On July 25, 2017, the Executive Office of the President Office of Management and Budget (OMB) will host a Roundtable on Open Data as a driver for economic growth.
Here’s why we’re focusing on this opportunity—and how you can help us. Federal Open Data is a strategic national resource.
The value of Federal Open Data to the United States has been estimated at hundreds of billions of dollars. companies use open data to build mobile applications, GPS navigation tools, and real-time mapping platforms – all to find population growth trends, reduce road congestion, track flu outbreaks, and improve disaster response.
The California Seafloor and Coastal Mapping Program has brought together federal, state, and local stakeholders to develop and share an extensive variety of seafloor-mapping datasets.
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We currently maintain 383 data sets as a service to the machine learning community.
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Open data is free, publicly available data that anyone can access and use without restrictions. American businesses depend on this government data to optimize their operations, improve their marketing, and develop new products and services. weather, GPS, Census, and health data support billions more in revenue in other sectors.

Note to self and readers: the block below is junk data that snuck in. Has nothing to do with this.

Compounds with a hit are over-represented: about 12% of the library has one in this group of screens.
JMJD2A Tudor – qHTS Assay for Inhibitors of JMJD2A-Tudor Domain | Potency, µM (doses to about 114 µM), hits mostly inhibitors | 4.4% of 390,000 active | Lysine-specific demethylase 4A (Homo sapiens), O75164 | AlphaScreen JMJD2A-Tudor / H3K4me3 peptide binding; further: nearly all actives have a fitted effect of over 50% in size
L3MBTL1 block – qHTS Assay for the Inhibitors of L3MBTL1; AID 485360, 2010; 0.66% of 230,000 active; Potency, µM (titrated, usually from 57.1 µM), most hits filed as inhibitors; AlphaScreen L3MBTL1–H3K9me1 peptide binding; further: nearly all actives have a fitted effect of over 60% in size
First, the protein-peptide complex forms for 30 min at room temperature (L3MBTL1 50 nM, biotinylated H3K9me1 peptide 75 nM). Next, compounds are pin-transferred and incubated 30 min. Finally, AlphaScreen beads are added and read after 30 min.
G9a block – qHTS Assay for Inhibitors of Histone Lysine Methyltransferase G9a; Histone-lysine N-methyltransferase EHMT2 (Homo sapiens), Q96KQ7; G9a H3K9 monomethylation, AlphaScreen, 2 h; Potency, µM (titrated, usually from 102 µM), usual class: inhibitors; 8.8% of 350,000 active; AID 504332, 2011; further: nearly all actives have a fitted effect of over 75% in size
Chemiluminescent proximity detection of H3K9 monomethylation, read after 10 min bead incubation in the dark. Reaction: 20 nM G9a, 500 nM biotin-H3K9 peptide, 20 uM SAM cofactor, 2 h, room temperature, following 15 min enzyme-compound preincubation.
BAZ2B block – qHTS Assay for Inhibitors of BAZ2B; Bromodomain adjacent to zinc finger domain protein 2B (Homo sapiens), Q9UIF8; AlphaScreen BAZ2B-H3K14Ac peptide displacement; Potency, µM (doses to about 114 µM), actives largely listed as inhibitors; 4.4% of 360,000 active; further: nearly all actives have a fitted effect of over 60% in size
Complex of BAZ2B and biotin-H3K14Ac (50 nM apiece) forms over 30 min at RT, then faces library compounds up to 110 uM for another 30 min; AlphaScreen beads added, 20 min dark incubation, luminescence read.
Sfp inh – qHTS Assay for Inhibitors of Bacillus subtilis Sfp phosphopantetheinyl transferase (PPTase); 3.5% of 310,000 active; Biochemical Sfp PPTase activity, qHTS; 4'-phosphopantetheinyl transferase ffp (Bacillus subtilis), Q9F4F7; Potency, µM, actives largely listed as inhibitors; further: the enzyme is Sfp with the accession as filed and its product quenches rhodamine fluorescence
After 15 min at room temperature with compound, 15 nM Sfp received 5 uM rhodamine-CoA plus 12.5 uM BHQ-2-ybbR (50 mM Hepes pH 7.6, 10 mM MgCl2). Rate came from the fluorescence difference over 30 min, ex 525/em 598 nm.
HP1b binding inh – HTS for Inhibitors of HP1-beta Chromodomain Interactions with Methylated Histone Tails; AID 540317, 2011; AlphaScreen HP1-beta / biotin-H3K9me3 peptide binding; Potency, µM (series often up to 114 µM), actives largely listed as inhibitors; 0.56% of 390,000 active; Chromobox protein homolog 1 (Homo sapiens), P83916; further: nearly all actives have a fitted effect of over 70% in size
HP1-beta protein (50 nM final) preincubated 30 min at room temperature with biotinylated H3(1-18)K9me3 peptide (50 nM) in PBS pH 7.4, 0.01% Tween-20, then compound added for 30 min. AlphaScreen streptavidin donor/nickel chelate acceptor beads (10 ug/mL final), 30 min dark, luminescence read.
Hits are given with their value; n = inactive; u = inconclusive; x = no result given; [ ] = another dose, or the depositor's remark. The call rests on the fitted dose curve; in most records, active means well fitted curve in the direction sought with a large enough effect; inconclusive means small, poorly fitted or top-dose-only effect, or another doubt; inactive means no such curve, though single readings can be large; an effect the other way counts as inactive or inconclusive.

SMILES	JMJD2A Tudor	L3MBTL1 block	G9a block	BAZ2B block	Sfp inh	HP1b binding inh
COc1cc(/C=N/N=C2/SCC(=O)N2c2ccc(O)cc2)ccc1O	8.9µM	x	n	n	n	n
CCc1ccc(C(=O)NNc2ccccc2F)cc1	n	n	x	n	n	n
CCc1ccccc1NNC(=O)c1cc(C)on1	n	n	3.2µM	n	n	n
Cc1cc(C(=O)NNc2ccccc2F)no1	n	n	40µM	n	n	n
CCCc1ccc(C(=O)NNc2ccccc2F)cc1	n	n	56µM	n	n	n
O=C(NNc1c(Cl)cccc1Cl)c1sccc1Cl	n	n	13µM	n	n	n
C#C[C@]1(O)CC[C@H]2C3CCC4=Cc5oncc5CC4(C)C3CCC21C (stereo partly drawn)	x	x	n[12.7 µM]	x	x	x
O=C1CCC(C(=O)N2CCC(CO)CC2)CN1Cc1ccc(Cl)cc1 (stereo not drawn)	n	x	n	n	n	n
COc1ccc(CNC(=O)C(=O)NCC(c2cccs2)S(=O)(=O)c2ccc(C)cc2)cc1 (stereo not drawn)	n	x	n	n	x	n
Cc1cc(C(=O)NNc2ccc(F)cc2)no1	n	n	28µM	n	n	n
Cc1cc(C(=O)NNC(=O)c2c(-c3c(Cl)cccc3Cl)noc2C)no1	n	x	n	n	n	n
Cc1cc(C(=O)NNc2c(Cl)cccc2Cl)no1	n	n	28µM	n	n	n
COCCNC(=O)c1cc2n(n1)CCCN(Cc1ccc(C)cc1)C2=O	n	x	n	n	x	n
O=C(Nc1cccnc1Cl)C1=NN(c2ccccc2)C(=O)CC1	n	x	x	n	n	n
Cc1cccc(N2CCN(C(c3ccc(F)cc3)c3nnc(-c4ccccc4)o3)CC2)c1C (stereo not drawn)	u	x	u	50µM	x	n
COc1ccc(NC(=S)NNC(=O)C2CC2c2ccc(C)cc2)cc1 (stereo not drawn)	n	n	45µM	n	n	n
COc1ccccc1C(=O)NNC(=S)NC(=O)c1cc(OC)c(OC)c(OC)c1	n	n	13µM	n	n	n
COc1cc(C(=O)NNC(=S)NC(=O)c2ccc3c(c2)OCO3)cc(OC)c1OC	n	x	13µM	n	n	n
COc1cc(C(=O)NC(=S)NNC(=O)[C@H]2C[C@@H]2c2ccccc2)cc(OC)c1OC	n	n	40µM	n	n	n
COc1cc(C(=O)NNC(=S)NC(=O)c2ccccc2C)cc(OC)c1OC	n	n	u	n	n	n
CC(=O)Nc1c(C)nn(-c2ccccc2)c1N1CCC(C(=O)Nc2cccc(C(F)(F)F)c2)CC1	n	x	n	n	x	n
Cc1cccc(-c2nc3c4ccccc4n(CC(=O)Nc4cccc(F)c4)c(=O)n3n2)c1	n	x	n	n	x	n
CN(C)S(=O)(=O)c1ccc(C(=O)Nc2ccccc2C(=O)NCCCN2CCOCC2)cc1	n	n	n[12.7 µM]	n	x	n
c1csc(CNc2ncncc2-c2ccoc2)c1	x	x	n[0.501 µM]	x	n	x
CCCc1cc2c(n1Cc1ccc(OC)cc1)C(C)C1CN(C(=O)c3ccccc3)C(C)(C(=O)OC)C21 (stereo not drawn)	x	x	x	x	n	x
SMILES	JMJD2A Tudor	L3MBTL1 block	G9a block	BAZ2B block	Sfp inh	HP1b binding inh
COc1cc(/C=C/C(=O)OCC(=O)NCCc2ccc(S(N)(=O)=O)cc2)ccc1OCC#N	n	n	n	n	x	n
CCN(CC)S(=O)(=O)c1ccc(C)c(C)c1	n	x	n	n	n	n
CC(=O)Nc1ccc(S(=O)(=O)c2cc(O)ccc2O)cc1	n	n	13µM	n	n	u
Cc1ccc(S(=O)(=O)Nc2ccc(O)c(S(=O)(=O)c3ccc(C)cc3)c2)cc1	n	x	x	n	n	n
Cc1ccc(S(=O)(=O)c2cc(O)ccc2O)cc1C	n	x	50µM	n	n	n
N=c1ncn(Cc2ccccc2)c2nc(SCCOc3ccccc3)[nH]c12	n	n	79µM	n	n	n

Federal Open Data also helps guide business investment, foster innovation, improve employment opportunities, and spur economic growth. Department of Commerce calculates that internet publishing, consulting and market research firms use this data to generate more than 0 billion in revenues each year. companies tailor Precision Medicine treatments to individual needs, while others empower patients to find the best care at the best price by using data on hospitals, medical groups, medicines, and patient outcomes.
Today, nearly half of the public knows someone who uses online dating or who has met a spouse or partner via online dating – and attitudes toward online dating have grown progressively more positive.
To be sure, many people remain puzzled that someone would want to find a romantic partner online – 23% of Americans agree with the statement that “people who use online dating sites are desperate” – but in general it is much more culturally acceptable than it was a decade ago.